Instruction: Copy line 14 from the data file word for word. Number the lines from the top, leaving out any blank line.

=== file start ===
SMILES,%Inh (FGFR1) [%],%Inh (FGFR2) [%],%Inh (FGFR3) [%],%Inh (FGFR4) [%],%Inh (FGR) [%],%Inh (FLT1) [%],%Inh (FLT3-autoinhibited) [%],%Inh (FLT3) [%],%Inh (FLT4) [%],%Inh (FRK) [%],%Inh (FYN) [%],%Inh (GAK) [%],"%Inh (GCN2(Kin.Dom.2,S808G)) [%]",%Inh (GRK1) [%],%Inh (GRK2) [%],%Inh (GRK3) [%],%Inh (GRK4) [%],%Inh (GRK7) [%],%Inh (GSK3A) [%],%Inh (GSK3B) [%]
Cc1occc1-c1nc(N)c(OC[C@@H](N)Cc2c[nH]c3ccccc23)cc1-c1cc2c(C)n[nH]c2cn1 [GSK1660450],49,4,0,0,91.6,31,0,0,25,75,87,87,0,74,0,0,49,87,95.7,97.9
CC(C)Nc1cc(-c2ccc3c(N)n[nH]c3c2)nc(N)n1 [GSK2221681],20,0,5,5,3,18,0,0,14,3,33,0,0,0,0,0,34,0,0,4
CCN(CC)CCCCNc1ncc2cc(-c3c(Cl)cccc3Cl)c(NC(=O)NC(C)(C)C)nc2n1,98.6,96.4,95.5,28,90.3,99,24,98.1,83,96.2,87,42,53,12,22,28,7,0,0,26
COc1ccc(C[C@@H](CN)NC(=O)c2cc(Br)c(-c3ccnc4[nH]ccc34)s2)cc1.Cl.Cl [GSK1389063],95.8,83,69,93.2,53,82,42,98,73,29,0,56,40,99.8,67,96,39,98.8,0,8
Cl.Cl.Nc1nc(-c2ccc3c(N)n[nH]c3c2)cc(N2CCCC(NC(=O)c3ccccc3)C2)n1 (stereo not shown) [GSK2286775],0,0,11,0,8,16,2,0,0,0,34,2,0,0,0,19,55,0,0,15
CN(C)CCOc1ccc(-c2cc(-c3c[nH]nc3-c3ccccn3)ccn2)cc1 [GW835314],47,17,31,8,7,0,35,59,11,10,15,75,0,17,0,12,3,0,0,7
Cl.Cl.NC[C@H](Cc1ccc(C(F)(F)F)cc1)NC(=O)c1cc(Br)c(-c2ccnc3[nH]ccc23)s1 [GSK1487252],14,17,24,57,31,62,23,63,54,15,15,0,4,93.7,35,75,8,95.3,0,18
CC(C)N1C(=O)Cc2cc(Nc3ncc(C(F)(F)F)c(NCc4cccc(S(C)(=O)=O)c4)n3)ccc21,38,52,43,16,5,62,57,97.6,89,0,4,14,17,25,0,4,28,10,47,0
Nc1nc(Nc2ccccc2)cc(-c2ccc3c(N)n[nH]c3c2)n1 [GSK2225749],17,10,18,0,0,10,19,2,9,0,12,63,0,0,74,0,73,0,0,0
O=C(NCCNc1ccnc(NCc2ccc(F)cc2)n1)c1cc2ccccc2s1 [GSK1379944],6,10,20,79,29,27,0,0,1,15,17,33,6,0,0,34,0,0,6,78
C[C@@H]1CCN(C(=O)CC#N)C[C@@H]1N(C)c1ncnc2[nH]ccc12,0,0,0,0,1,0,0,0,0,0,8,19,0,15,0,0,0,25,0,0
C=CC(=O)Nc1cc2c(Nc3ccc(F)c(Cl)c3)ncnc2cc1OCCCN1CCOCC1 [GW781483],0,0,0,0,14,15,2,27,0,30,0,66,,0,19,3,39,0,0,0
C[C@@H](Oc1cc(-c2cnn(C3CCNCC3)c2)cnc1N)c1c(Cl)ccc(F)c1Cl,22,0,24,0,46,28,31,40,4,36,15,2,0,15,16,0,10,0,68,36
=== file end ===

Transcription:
C[C@@H](Oc1cc(-c2cnn(C3CCNCC3)c2)cnc1N)c1c(Cl)ccc(F)c1Cl,22,0,24,0,46,28,31,40,4,36,15,2,0,15,16,0,10,0,68,36